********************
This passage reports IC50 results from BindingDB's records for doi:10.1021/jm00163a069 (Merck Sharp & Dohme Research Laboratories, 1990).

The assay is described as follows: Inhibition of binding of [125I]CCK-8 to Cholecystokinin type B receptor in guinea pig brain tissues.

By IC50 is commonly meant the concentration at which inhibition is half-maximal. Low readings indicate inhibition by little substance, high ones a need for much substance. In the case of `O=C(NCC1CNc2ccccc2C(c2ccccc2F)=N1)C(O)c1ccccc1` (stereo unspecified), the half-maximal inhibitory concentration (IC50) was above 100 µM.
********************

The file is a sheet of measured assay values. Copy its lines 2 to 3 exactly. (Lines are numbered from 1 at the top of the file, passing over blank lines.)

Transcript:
The assay is described as follows: Inhibition of binding of [125I]CCK-8 to Cholecystokinin type B receptor in guinea pig brain tissues.

By IC50 is commonly meant the concentration at which inhibition is half-maximal. Low readings indicate inhibition by little substance, high ones a need for much substance. In the case of `O=C(NCC1CNc2ccccc2C(c2ccccc2F)=N1)C(O)c1ccccc1` (stereo unspecified), the half-maximal inhibitory concentration (IC50) was above 100 µM.